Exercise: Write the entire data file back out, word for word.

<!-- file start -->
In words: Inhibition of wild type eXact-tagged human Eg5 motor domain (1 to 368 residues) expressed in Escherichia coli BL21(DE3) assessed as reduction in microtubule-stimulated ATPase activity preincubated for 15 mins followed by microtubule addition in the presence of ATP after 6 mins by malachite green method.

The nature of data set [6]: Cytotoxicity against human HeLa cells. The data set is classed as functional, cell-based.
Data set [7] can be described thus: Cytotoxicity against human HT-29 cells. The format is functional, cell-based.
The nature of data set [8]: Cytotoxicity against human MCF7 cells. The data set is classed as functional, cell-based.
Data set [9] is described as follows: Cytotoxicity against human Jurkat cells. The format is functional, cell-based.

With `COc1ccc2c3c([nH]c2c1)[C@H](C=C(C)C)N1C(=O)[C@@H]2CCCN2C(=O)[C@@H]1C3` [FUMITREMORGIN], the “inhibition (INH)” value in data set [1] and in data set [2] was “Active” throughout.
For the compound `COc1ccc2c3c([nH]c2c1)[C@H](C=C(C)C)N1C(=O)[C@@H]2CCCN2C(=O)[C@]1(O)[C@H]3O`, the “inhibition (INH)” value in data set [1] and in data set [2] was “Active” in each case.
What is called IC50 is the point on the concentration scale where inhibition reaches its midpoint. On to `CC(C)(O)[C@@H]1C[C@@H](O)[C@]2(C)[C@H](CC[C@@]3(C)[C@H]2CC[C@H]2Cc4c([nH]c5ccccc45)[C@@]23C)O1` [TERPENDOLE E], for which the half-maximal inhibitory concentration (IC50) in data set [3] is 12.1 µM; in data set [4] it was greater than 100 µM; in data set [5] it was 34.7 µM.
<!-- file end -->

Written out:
In words: Inhibition of wild type eXact-tagged human Eg5 motor domain (1 to 368 residues) expressed in Escherichia coli BL21(DE3) assessed as reduction in microtubule-stimulated ATPase activity preincubated for 15 mins followed by microtubule addition in the presence of ATP after 6 mins by malachite green method.

The nature of data set [6]: Cytotoxicity against human HeLa cells. The data set is classed as functional, cell-based.
Data set [7] can be described thus: Cytotoxicity against human HT-29 cells. The format is functional, cell-based.
The nature of data set [8]: Cytotoxicity against human MCF7 cells. The data set is classed as functional, cell-based.
Data set [9] is described as follows: Cytotoxicity against human Jurkat cells. The format is functional, cell-based.

With `COc1ccc2c3c([nH]c2c1)[C@H](C=C(C)C)N1C(=O)[C@@H]2CCCN2C(=O)[C@@H]1C3` [FUMITREMORGIN], the “inhibition (INH)” value in data set [1] and in data set [2] was “Active” throughout.
For the compound `COc1ccc2c3c([nH]c2c1)[C@H](C=C(C)C)N1C(=O)[C@@H]2CCCN2C(=O)[C@]1(O)[C@H]3O`, the “inhibition (INH)” value in data set [1] and in data set [2] was “Active” in each case.
What is called IC50 is the point on the concentration scale where inhibition reaches its midpoint. On to `CC(C)(O)[C@@H]1C[C@@H](O)[C@]2(C)[C@H](CC[C@@]3(C)[C@H]2CC[C@H]2Cc4c([nH]c5ccccc45)[C@@]23C)O1` [TERPENDOLE E], for which the half-maximal inhibitory concentration (IC50) in data set [3] is 12.1 µM; in data set [4] it was greater than 100 µM; in data set [5] it was 34.7 µM.